Capsule Hotel


Grand Theft Auto V

Critics have already voiced their dismay over the violent types of play enabled by the Grand Theft Auto games, but behind that criticism lies a selective memory of the idea of play. We forget that play is cruel. Left unsupervised, children are just as likely to maim cats with firecrackers as build forts out of cushions.
Grand Theft Auto V is the most elaborate playground for consequence-free cruelty ever devised, and appropriately takes place in Los Angeles, or a collage of its landscape remixed for short attention spans. But the illusion is shockingly convincing – so much so, in fact, that if you live in Los Angeles, playing the game may seem like speeding through a lucid dream. And when you put down the controller and get back into your real car, don’t be surprised if you experience waves of déjà vu and the strange urge to accelerate onto the sidewalk.
This sensation of persistent unreality is just a tech demo of our inexorable future. Video games, as William Gibson recognized, are symptoms of our desire to live in simpler worlds, and if a developer can construct a simulation of a major American city with such fidelity in only five years – albeit at great cost and with the tedious dedication of a medieval monk – what hope is left for reality? Just as Grand Theft Auto discards useless stretches of real geography, it also cuts away at the excess fabric of life’s experiences: work, traffic, conscience, love, death.
It’s not surprising that the game has provoked an existential crisis in some reviewers, although this, too, is a case of selective memory. If the simulation seems to lack meaning, it is due only to excessive fidelity to the original.
Maybe they’ll fix that in the next version.
—NM
(Xbox 360/PS3, $59.99)
Oct 14

Grand Theft Auto V

Critics have already voiced their dismay over the violent types of play enabled by the Grand Theft Auto games, but behind that criticism lies a selective memory of the idea of play. We forget that play is cruel. Left unsupervised, children are just as likely to maim cats with firecrackers as build forts out of cushions.

Grand Theft Auto V is the most elaborate playground for consequence-free cruelty ever devised, and appropriately takes place in Los Angeles, or a collage of its landscape remixed for short attention spans. But the illusion is shockingly convincing – so much so, in fact, that if you live in Los Angeles, playing the game may seem like speeding through a lucid dream. And when you put down the controller and get back into your real car, don’t be surprised if you experience waves of déjà vu and the strange urge to accelerate onto the sidewalk.

This sensation of persistent unreality is just a tech demo of our inexorable future. Video games, as William Gibson recognized, are symptoms of our desire to live in simpler worlds, and if a developer can construct a simulation of a major American city with such fidelity in only five years – albeit at great cost and with the tedious dedication of a medieval monk – what hope is left for reality? Just as Grand Theft Auto discards useless stretches of real geography, it also cuts away at the excess fabric of life’s experiences: work, traffic, conscience, love, death.

It’s not surprising that the game has provoked an existential crisis in some reviewers, although this, too, is a case of selective memory. If the simulation seems to lack meaning, it is due only to excessive fidelity to the original.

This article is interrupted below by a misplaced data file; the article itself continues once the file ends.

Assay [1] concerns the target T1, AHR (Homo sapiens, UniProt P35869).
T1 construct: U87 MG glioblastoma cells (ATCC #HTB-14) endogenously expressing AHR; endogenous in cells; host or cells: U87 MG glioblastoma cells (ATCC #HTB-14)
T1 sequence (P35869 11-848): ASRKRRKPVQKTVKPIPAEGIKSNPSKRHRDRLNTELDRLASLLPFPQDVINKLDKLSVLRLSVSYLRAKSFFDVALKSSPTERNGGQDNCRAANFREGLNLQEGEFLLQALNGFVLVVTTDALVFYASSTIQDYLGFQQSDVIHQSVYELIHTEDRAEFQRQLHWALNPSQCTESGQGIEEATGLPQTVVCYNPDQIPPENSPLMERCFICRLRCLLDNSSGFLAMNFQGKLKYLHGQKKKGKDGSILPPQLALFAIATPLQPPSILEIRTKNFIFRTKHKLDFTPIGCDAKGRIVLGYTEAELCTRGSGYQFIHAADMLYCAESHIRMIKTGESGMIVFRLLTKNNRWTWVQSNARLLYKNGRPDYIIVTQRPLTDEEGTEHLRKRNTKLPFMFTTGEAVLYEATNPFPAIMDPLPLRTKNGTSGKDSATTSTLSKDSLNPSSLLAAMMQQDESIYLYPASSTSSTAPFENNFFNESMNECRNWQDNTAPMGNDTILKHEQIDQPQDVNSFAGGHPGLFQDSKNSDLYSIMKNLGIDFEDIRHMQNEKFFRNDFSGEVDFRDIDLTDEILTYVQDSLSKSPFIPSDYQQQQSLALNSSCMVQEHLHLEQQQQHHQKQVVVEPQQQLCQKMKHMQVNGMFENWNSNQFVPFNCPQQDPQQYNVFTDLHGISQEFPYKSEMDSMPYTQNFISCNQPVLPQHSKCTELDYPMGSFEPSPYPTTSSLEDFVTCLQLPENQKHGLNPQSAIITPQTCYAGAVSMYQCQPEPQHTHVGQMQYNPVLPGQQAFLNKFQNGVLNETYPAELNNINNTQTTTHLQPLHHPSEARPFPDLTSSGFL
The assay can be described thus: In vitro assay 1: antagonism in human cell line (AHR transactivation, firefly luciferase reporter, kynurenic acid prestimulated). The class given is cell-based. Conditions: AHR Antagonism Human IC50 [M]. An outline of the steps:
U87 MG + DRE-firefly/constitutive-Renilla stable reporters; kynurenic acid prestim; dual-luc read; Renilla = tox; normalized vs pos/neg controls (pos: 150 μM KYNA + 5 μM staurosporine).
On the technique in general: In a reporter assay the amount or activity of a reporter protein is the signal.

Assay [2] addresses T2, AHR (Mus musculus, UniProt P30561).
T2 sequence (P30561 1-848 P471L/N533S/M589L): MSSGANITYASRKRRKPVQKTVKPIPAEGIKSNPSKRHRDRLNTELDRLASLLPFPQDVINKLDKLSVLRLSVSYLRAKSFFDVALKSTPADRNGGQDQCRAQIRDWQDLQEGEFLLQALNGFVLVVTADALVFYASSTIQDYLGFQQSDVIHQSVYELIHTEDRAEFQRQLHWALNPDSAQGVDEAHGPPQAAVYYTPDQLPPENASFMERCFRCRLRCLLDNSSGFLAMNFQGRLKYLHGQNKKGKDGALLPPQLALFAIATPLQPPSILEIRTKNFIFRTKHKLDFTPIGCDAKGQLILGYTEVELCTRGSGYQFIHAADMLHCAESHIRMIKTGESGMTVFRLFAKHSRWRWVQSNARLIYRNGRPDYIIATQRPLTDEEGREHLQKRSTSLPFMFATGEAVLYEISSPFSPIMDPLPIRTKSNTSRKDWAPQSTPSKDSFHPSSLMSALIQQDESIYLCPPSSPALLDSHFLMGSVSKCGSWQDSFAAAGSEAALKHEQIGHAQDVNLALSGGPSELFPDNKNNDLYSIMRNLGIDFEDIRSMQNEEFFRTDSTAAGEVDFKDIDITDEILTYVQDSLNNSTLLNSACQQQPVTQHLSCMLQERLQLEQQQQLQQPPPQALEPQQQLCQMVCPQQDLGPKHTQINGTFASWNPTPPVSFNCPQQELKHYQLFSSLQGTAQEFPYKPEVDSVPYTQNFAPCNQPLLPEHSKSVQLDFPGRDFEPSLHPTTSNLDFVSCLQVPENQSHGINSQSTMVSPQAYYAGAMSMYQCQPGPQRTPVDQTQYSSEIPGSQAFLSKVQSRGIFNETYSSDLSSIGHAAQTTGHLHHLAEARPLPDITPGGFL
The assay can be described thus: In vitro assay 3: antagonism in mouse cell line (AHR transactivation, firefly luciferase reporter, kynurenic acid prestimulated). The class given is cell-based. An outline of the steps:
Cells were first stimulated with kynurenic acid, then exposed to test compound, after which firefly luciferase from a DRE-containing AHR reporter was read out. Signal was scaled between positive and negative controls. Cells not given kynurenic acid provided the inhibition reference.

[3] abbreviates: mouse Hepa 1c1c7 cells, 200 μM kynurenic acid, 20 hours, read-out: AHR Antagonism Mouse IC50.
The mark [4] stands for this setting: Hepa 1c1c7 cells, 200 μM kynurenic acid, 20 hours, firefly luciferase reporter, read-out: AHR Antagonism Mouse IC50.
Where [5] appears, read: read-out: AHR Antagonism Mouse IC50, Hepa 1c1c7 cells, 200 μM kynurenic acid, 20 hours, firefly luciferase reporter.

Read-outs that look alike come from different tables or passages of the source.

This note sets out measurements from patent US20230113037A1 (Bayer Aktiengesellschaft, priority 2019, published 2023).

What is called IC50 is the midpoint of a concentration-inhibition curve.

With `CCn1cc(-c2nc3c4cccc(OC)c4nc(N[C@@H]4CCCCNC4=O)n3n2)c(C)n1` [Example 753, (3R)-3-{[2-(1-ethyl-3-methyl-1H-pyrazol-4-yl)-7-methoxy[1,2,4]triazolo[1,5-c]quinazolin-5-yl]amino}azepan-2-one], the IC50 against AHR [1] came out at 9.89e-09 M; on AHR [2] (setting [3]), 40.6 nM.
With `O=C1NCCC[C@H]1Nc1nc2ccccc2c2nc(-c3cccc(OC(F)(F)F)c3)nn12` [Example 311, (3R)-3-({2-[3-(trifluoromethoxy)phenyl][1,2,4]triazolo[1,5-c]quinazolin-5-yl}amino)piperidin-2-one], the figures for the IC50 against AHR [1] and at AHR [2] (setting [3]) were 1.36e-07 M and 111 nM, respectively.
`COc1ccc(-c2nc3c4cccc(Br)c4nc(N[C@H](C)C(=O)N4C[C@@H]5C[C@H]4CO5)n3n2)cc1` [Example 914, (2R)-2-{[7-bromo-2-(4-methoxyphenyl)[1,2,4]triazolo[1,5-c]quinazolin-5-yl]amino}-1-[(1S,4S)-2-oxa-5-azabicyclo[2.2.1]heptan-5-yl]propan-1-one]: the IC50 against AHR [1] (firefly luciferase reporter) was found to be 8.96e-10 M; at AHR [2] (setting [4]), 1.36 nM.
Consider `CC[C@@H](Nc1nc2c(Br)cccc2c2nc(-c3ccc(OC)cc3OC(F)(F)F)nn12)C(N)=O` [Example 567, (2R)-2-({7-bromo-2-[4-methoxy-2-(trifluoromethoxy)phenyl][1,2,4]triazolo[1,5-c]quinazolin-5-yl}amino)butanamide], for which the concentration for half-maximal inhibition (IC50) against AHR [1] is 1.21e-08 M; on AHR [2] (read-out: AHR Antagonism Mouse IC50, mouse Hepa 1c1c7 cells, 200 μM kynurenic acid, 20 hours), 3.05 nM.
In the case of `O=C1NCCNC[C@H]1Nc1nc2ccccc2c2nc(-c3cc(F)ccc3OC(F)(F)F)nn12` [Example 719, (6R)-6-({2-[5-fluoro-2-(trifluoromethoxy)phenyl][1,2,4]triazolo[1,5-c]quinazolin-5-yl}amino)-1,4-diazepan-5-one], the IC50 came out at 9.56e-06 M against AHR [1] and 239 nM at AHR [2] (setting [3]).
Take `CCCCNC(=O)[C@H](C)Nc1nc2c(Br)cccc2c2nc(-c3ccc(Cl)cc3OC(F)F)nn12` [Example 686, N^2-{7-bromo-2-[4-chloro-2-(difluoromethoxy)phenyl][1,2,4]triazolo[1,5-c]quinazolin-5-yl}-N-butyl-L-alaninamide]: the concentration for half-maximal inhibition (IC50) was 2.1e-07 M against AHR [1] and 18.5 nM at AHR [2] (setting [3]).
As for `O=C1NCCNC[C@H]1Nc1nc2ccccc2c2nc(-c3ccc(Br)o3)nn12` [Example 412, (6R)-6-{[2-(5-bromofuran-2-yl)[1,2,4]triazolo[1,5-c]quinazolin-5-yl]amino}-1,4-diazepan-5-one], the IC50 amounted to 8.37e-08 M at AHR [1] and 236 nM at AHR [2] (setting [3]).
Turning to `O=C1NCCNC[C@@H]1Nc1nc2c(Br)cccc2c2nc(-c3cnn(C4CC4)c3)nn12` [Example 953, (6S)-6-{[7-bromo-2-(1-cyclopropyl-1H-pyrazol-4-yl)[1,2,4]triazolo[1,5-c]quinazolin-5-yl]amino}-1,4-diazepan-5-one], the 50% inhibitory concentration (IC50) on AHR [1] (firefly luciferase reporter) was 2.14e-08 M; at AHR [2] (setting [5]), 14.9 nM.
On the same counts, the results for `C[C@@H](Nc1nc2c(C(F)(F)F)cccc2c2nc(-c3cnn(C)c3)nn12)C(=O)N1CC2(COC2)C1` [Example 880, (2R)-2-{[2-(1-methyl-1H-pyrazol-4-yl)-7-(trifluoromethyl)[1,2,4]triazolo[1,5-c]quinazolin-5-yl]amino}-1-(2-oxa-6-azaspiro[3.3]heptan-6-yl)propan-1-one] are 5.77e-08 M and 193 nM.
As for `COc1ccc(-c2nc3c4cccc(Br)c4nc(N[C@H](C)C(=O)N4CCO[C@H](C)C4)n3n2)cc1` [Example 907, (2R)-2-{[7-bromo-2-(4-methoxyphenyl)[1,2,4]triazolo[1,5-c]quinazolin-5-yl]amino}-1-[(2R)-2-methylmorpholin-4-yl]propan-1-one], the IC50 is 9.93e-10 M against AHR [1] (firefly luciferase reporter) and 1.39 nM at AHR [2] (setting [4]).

Maybe they’ll fix that in the next version.

NM

(Xbox 360/PS3, $59.99)


Teleglitch: Die More Edition

This is less a game and more an object lesson in the law of karma, with guns. 
At first it seems so simple: Teleglitch hates you and wants you to die. And while that may be true, it has more than murder on its mind – it wants you to kill yourself. And you oblige it.
Every time you misjudge how many shots it will take to fend off a wave of mutants before they descend upon you, or blow yourself to pieces with your own nail bomb, or forget that your avatar is right handed and you flail pointlessly at the zombie now feasting on what was your left arm, you chose the actions that inevitably doomed you.
As the black vaults around you close in and the blocky text shares one last insight, you think to yourself:
"I screwed up. I thought I knew what I was doing, but I was wrong. It was my fault."
In that fleeting moment you knew the Truth.
The setting: derivative, the graphics: primitive, the miserable painful pointless deaths: repetitive. So what is it that draws you back in for one more pointless try? Unlike its roguelike ancestors that rely on the whim of the random number generator, Teleglitch: Die More Edition is not cruelly arbitrary. It creates a remarkable sense of connection between cause and effect – a feeling, so rare in life, that your choices are directly responsible for their consequences. 
—DLB
(PC/Mac/Linux, $12.99 direct)
Oct 7

Teleglitch: Die More Edition

This is less a game and more an object lesson in the law of karma, with guns. 

At first it seems so simple: Teleglitch hates you and wants you to die. And while that may be true, it has more than murder on its mind – it wants you to kill yourself. And you oblige it.

Every time you misjudge how many shots it will take to fend off a wave of mutants before they descend upon you, or blow yourself to pieces with your own nail bomb, or forget that your avatar is right handed and you flail pointlessly at the zombie now feasting on what was your left arm, you chose the actions that inevitably doomed you.

As the black vaults around you close in and the blocky text shares one last insight, you think to yourself:

"I screwed up. I thought I knew what I was doing, but I was wrong. It was my fault."

In that fleeting moment you knew the Truth.